River Valley Ozark Basketball Preview 2015READ ONLINE
Chilled Penne Pasta With Asparagus and PeasPublished April 10, 2014 at 12:00 a.m.
Even as spring approaches, 16 percent of all dinners made in America tonight will be from the frozen-food aisle of the supermarket. It’s not completely surprising considering the convenience factor, but why not spring for something with fresh seasonal ingredients instead? (Pun — and deliciousness — intended).
Peas are in their absolute prime this time of year. The snow pea is a legume that’s grown in open fields during cool seasons and cultivated in the spring. Unlike garden and field peas, the snow pea is notable for its entirely edible pods that lack the disagreeable fiber found in the pod walls of other peas. For this reason, the green shoots are often cut and served as a vegetable in many cultures. In China, you will snow peas stir-fried with shellfish and fragrant spices. In Italy, we saute them in garlic, then chill them and dress with lemon juice and zest. This is the way snow peas are prepared in my Chilled Penne Pasta With Asparagus and Peas.
To perfectly complement the freshness of the peas, I’ve added other seasonal vegetables: asparagus and ramps. Asparagus, a vegetable prized by many chefs, arrives with the first few days of spring. Since ancient times, asparagus has been one of the best health helpers around. With its anti-inflammatory and antioxidant nutrients, it’s a truly special vegetable when in season. Ramps, on the other hand, arrive a little later. These wild spring onions have a short season, from April to early June. If they’re not available, a mix of garlic, leeks and scallions makes a nice substitute.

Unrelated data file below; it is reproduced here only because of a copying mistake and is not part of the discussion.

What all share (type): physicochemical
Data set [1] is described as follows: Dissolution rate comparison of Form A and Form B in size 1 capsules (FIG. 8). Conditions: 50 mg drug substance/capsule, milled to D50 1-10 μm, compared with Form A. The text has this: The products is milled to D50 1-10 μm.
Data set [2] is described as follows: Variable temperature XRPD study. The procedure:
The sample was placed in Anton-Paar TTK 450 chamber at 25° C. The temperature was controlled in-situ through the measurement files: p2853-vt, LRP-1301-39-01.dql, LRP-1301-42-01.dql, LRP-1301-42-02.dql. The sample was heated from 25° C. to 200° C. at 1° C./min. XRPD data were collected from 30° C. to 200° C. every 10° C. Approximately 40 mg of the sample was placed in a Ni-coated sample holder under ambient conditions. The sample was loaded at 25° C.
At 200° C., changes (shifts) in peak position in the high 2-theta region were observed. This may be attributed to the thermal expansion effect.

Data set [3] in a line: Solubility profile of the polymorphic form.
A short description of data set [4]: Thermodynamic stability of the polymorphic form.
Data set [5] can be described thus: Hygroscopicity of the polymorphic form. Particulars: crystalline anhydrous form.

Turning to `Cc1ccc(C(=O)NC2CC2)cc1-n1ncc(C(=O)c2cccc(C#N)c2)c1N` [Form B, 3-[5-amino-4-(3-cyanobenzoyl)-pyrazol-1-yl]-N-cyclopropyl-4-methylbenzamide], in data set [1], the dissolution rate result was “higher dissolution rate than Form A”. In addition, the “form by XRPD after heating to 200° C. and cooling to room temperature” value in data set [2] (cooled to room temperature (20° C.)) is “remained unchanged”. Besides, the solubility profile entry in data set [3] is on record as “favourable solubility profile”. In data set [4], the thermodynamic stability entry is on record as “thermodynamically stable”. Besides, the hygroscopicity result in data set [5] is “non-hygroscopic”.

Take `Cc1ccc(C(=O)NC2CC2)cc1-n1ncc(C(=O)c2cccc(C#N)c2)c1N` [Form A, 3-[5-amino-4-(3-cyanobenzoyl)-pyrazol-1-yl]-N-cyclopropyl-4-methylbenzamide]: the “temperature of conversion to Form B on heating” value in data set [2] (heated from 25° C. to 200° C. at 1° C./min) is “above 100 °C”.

The best time to make this dish is during spring when these vegetables thrive; but the pasta dish can also be frozen to serve at a later date. Either way, Chilled Penne Pasta With Asparagus and Peas is probably much tastier than that other frozen selection you had in mind!
Chilled Penne Pasta With Asparagus and Peas
Makes 8 servings
1 1/2 pounds penne pasta
2-3 tablespoons olive oil
3 cloves garlic, thinly sliced
1 teaspoon crushed pepper flakes
1 cup snow peas, cut into 1/2-inch pieces
1 cup asparagus, cut into 1-inch pieces
2 cups shelled peas
1 bunch ramps, cleaned and roughly chopped
1/2 cup Parmigiano-Reggiano, grated
Zest and juice of 1 lemon
1/2 cup mint, leaves chopped
Salt and pepper
Place a large pot of water on high heat, and bring to a boil. Season water generously with salt so it tastes like the ocean. Prepare an ice bath in a large bowl.
Add the pasta to the boiling water, and cook 1 minute short of the package instructions. Drain the pasta, and shock it in the ice bath. Reserve some pasta water for the sauce.
Place a large saute pan over medium-high heat. Add 2 to 3 tablespoons of olive oil; then add the garlic, crushed pepper flakes and snow peas. Cook for a few seconds before adding the asparagus, shelled peas and ramps.
Season with salt and pepper, and cook 2 to 3 minutes, or until the asparagus is just barely cooked. Add some pasta water to create a sauce. Remove from heat, and stir in the cheese to emulsify. Taste and adjust seasoning. Transfer to a bowl, and allow the mixture to cool.
Add the cooled pasta to the vegetable mixture. Add the fresh mint leaves, and toss to combine all the ingredients well. Top with freshly grated lemon zest and juice, more cheese and a drizzle of olive oil. Store in the fridge until ready to transport or eat.
Mario Batali is the award-winning chef behind 24 restaurants, including Eataly, DelPosto and his flagship Greenwich Village enoteca, Babbo. In this column, Mario answers questions submitted via social media and by people he encounters daily in Downtown Manhattan. Keep asking!